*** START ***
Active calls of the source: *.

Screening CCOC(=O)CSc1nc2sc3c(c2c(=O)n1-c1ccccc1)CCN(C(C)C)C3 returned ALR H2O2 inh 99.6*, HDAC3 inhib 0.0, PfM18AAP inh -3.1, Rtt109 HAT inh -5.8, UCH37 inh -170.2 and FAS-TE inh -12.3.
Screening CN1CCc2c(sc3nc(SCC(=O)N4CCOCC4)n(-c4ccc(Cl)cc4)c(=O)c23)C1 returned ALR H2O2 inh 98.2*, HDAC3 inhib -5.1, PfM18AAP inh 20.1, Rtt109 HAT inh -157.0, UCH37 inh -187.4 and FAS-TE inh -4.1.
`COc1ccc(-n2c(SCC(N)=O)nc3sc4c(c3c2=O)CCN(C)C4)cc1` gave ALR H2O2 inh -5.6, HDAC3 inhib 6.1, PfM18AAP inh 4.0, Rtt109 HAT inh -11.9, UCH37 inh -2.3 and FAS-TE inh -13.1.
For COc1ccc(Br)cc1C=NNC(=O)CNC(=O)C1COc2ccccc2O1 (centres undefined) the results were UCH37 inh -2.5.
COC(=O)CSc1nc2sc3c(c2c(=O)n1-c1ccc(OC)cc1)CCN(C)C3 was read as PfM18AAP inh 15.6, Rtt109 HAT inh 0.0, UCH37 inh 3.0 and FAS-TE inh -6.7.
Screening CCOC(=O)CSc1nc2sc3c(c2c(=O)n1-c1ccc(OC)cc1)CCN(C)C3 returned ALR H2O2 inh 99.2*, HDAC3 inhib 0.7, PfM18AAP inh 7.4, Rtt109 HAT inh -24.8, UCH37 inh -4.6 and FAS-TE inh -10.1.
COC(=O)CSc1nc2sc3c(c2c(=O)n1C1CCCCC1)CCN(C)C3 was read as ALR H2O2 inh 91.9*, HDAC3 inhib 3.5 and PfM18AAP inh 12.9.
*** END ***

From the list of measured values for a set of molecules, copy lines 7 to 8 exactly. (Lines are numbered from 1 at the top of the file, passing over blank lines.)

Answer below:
Screening CCOC(=O)CSc1nc2sc3c(c2c(=O)n1-c1ccc(OC)cc1)CCN(C)C3 returned ALR H2O2 inh 99.2*, HDAC3 inhib 0.7, PfM18AAP inh 7.4, Rtt109 HAT inh -24.8, UCH37 inh -4.6 and FAS-TE inh -10.1.
COC(=O)CSc1nc2sc3c(c2c(=O)n1C1CCCCC1)CCN(C)C3 was read as ALR H2O2 inh 91.9*, HDAC3 inhib 3.5 and PfM18AAP inh 12.9.